Grateful Dead


by Hope Madden

R-rated super hero movies are few and far between, but there are some subjects that would be so neutered with a teen-friendly rating that the hero would cease to be. Like Deadpool.

A thug with a quick wit, foul mouth, a likeminded girl, and quite possibly a ring pop up his ass, Wade Wilson has it all – including inoperable cancer, which sends him into the arms of some very bad doctors. The rest of the film – in energetically non-chronological order – is the revenge plot.

Directing newcomer (longtime video game FX guy) Tim Miller gets the nod with this off-season but still highly anticipated Marvel flick, and he does two things quite well. He knows how to stage an action sequence – which is key, obviously. But more importantly, he understands the tone needed to pull this film off.

Deadpool was introduced onscreen back in 2009 in X-Men Origins: Wolverine, but those films are so serious. Miller understands that, to make the most of this character, humor is the name of the game.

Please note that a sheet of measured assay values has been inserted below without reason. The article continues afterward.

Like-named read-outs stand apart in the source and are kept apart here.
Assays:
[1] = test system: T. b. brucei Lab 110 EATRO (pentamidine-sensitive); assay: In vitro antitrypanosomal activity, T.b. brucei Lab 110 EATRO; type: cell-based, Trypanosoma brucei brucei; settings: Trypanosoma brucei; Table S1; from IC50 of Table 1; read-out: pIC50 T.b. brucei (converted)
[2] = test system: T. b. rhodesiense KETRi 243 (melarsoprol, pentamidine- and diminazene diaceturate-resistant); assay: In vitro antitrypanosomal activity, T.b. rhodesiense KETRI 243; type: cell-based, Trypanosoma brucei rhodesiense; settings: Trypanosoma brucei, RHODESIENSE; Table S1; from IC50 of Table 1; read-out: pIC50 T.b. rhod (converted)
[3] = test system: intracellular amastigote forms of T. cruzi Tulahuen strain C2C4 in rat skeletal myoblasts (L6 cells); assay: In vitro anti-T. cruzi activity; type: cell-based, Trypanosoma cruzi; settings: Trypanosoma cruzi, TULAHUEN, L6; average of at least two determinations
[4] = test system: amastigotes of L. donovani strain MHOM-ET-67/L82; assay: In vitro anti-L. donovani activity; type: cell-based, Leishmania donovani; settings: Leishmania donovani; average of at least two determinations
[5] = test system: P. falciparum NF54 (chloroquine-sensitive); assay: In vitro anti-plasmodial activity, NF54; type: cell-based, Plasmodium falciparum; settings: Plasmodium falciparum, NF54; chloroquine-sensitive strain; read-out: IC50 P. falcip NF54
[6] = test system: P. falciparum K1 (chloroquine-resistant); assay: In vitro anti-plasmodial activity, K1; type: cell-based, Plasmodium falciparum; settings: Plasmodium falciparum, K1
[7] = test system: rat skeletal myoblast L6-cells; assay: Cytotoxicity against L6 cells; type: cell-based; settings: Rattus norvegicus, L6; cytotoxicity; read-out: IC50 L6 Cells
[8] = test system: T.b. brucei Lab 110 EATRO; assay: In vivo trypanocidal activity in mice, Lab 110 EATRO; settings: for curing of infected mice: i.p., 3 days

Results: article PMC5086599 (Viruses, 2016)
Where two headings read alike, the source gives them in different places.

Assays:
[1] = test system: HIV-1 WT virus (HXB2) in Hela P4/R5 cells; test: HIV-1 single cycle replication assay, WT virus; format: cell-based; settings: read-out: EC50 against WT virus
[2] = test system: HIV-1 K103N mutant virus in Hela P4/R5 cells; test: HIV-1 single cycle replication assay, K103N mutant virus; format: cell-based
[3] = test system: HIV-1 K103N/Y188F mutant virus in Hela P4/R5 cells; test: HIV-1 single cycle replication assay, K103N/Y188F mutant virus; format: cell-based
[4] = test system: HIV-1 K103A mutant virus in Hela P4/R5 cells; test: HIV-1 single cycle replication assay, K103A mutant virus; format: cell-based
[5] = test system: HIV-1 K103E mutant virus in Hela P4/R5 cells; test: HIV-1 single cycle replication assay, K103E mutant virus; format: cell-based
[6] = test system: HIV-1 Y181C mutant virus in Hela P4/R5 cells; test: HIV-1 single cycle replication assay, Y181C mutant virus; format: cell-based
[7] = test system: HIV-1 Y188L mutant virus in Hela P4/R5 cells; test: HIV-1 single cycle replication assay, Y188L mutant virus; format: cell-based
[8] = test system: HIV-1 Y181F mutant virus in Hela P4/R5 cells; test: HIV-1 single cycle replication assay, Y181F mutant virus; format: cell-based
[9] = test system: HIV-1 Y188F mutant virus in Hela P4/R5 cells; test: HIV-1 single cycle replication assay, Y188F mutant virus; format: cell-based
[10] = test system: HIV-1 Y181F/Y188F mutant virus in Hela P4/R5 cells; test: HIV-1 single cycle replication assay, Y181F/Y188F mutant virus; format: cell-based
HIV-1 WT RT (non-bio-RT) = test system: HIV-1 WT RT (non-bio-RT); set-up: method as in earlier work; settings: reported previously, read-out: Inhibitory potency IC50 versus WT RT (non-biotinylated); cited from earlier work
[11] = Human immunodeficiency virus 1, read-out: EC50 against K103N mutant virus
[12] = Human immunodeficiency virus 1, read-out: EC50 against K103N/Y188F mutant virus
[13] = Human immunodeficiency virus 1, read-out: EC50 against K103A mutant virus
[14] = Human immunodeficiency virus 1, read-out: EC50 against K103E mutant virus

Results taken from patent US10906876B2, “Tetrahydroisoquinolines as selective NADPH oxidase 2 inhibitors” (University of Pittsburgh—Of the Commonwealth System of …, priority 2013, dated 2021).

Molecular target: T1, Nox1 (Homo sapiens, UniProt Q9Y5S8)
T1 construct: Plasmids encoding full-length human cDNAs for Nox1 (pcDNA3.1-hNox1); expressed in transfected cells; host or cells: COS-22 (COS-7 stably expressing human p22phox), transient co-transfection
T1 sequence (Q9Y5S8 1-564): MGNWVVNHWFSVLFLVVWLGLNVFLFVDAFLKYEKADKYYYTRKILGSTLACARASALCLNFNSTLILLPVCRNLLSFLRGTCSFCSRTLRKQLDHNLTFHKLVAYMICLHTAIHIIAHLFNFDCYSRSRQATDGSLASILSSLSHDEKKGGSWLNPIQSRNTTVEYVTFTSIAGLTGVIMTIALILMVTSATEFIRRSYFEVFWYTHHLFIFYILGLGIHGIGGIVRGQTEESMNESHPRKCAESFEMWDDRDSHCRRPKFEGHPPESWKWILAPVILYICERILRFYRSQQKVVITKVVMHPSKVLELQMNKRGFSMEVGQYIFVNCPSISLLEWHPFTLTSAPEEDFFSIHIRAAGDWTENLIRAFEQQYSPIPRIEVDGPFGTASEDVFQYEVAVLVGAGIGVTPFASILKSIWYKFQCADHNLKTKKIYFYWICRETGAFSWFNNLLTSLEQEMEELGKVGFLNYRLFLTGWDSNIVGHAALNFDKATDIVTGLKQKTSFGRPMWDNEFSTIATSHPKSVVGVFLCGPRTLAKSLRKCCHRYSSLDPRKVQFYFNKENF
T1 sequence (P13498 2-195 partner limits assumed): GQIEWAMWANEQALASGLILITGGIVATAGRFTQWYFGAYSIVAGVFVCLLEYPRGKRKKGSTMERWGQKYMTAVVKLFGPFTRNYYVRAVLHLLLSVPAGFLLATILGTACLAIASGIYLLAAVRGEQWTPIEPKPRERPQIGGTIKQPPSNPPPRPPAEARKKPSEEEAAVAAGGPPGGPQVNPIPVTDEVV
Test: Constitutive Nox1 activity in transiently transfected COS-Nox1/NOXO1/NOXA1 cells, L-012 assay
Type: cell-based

An utterly unbridled Ryan Reynolds returns as the titular Super (yes) Hero (no), and though the actor’s reserve of talent has long been debated, few disagree that his brand of self-referential sarcasm and quippage beautifully suits this character.

T.J. Miller and Morena Baccarin go toe to toe with Reynolds, and Leslie Uggams gets a couple of good lines, too. I’m sorry – what?

Penned by Rhett Reese and Paul Wernick – scribes behind the brilliant and hilarious genre mash up ZombielandDeadpool is a nasty piece of fun from the opening credits (as magnificent a gag as any you’ll see for the entire 108 minute run time).

Even the sloppy and slow pieces – the inevitable X-Men tie ins, for instance – are sent up mercilessly, as if the writers and Reynolds himself know what the audience is thinking, which is: Who are these two lamos and why are they in this movie? Seriously, where’s Mystique?

All the sarcastic cuteness can wear thin, but Deadpool does not stoop to hard won lessons or self-sacrificing victories. It flips the bird at the Marvel formula, turns Ryan Reynolds into an avocado, and offers the most agreeably childish R-rated film of the young year.


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